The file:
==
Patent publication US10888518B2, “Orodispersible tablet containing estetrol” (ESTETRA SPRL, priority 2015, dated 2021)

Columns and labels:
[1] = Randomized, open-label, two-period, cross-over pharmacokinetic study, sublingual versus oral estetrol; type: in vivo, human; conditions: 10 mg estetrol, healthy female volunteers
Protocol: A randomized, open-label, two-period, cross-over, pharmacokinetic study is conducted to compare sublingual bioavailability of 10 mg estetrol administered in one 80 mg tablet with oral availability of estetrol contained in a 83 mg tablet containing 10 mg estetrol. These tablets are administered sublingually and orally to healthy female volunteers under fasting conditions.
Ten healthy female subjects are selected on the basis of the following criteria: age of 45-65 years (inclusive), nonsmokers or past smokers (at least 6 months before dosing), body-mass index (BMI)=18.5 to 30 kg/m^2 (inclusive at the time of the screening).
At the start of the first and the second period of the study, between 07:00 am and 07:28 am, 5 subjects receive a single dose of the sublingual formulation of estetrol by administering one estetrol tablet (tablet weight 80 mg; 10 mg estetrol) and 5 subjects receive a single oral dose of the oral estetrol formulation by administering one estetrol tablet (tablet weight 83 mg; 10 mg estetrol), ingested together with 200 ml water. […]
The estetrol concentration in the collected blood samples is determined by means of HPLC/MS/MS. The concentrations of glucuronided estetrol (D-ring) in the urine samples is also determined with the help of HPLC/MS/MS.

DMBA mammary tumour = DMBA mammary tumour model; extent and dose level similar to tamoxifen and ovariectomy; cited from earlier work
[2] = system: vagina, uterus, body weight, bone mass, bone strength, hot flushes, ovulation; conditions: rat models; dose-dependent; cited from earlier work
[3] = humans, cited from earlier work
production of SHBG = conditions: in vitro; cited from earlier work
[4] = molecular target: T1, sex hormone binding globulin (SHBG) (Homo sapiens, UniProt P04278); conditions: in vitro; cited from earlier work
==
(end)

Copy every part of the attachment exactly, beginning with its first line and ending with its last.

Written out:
Patent publication US10888518B2, “Orodispersible tablet containing estetrol” (ESTETRA SPRL, priority 2015, dated 2021)

Columns and labels:
[1] = Randomized, open-label, two-period, cross-over pharmacokinetic study, sublingual versus oral estetrol; type: in vivo, human; conditions: 10 mg estetrol, healthy female volunteers
Protocol: A randomized, open-label, two-period, cross-over, pharmacokinetic study is conducted to compare sublingual bioavailability of 10 mg estetrol administered in one 80 mg tablet with oral availability of estetrol contained in a 83 mg tablet containing 10 mg estetrol. These tablets are administered sublingually and orally to healthy female volunteers under fasting conditions.
Ten healthy female subjects are selected on the basis of the following criteria: age of 45-65 years (inclusive), nonsmokers or past smokers (at least 6 months before dosing), body-mass index (BMI)=18.5 to 30 kg/m^2 (inclusive at the time of the screening).
At the start of the first and the second period of the study, between 07:00 am and 07:28 am, 5 subjects receive a single dose of the sublingual formulation of estetrol by administering one estetrol tablet (tablet weight 80 mg; 10 mg estetrol) and 5 subjects receive a single oral dose of the oral estetrol formulation by administering one estetrol tablet (tablet weight 83 mg; 10 mg estetrol), ingested together with 200 ml water. […]
The estetrol concentration in the collected blood samples is determined by means of HPLC/MS/MS. The concentrations of glucuronided estetrol (D-ring) in the urine samples is also determined with the help of HPLC/MS/MS.

DMBA mammary tumour = DMBA mammary tumour model; extent and dose level similar to tamoxifen and ovariectomy; cited from earlier work
[2] = system: vagina, uterus, body weight, bone mass, bone strength, hot flushes, ovulation; conditions: rat models; dose-dependent; cited from earlier work
[3] = humans, cited from earlier work
production of SHBG = conditions: in vitro; cited from earlier work
[4] = molecular target: T1, sex hormone binding globulin (SHBG) (Homo sapiens, UniProt P04278); conditions: in vitro; cited from earlier work